The walk to school is long. Some days it's rainy, or windy, or freezing cold. Sometimes there are dangers lurking along the way, like angry white folks with rocks, or mysterious men on horseback. The schoolhouse is still unpainted, and its very plain, but Lizzie has never seen a prettier sight. Except for maybe the teacher, Mizz Howard, who has brown skin, just like her.
They've finally made it to Freedom's School. But will it be strong enough to stand forever?
Praise for Light in the Darkness
"In this tale, Cline-Ransome] makes the point that learning was not just a dream of a few famous and accomplished men and women, but one that belonged to ordinary folk willing to risk their lives. Ransome's full-page watercolor paintings-in beautiful shades of blue for the night and yellow for the day-are a window, albeit somewhat gentle, into a slave's life for younger readers. A compelling story about those willing to risk " a] lash for each letter." -Kirkus Reviews
"Told from the perspective of Rosa, a girl who makes the dangerous nighttime journey to the lessons with her mother, the story effectively conveys the urgent dedication of the characters to their surreptitious schooling and their belief in the power of literacy...Solid text and soft, skillful illustrations combine for a poignant tribute to the power of education and the human spirit."-School Library Journal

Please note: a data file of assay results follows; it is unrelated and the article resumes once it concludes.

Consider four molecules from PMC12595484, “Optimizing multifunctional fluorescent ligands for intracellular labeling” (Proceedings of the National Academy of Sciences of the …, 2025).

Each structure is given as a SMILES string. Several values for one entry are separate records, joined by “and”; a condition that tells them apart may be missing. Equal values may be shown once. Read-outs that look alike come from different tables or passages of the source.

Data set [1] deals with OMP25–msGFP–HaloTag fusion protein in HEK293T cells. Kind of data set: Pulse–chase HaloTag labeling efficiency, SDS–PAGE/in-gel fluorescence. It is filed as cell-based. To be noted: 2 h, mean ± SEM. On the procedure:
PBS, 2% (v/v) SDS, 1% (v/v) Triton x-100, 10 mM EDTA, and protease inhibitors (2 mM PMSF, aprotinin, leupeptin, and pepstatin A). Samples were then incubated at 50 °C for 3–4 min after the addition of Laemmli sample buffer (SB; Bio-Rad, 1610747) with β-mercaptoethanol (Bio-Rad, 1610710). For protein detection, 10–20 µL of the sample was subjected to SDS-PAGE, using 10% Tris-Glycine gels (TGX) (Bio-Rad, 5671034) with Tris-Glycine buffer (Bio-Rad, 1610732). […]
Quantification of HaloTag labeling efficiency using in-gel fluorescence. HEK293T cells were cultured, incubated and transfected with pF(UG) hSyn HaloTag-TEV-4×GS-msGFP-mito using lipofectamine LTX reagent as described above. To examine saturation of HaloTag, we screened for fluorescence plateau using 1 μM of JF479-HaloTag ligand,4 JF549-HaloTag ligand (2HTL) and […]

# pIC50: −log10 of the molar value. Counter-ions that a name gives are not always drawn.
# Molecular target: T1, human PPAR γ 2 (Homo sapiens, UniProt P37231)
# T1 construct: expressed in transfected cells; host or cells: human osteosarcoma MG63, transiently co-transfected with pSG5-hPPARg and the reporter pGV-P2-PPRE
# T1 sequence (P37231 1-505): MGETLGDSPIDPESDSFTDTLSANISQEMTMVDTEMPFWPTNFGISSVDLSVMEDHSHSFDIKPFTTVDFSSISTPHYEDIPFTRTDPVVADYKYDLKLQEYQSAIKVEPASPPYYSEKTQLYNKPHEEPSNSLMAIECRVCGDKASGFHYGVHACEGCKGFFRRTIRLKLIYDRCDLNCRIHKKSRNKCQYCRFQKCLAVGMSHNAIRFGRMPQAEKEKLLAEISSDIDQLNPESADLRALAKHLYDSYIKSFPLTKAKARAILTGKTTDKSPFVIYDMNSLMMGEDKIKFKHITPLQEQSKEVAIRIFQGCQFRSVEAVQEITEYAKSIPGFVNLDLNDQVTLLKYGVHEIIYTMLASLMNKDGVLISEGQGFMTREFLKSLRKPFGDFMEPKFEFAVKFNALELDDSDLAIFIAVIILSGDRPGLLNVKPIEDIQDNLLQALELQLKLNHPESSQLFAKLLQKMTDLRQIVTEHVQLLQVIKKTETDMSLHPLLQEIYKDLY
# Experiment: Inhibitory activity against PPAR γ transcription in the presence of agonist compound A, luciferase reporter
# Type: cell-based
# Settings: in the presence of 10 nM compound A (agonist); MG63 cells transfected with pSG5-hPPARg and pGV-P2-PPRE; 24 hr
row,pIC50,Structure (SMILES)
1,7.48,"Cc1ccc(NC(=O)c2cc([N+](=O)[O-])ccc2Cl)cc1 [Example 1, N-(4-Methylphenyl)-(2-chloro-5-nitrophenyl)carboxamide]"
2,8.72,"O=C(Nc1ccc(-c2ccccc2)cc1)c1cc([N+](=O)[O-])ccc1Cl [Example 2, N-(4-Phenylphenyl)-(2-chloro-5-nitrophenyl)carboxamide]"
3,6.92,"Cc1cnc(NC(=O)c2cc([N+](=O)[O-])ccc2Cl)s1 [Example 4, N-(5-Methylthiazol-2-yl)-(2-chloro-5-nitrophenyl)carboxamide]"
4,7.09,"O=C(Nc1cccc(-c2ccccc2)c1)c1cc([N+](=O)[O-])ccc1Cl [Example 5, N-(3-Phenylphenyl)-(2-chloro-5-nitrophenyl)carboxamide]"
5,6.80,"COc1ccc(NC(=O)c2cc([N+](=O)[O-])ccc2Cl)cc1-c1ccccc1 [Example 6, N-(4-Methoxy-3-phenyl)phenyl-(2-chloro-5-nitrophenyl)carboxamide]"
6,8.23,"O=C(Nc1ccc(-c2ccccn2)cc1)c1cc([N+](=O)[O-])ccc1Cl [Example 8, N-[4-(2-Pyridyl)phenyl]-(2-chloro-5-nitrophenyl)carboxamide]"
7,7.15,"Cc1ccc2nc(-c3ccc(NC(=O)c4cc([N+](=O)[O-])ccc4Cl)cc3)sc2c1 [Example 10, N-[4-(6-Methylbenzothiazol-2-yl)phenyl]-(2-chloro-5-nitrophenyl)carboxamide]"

- ISBN-13: 9781423161035
- ISBN-10: 1423161033
- Publisher: Jump at the Sun
- Publish Date: January 2015
- Page Count: 32
- Reading Level: Ages 6-9
- Dimensions: 11.2 x 8.7 x 0.4 inches
- Shipping Weight: 0.8 pounds
Publishers Weekly® Reviews
- Reviewed in: Publishers Weekly, page .
- Review Date: 2014-11-17
- Reviewer: Staff
The Emancipation Proclamation has been signed; Lizzie’s parents “went to sleep slaves and woke up free.” Now they insist Lizzie and her brother go to the new school built “just for us”—even though it means two less pairs of hands to help out on the family’s meager farm. “Real freedom means ’rithmetic and writing,” Mama says. But the school, its students, and its young teacher (a Northerner who has skin “just as brown as mine,” Lizzie marvels) quickly become flashpoints for people determined to halt progress and justice. This collaboration from the Ransomes (Light in the Darkness) isn’t always narratively taut—it pulls its dramatic punches, and the text reaches for an earnest folksiness (“we both knew that halfway to freedom feels like no freedom at all”). But James Ransome’s watercolors are, as always, emotionally generous, cinematic in their sensibility, and resplendent with gorgeous color. Gradually, the story deepens its hold, and readers will come away understanding why it takes more than the stroke of a pen to give people the justice and equality they deserve. Ages 6–8. (Jan.)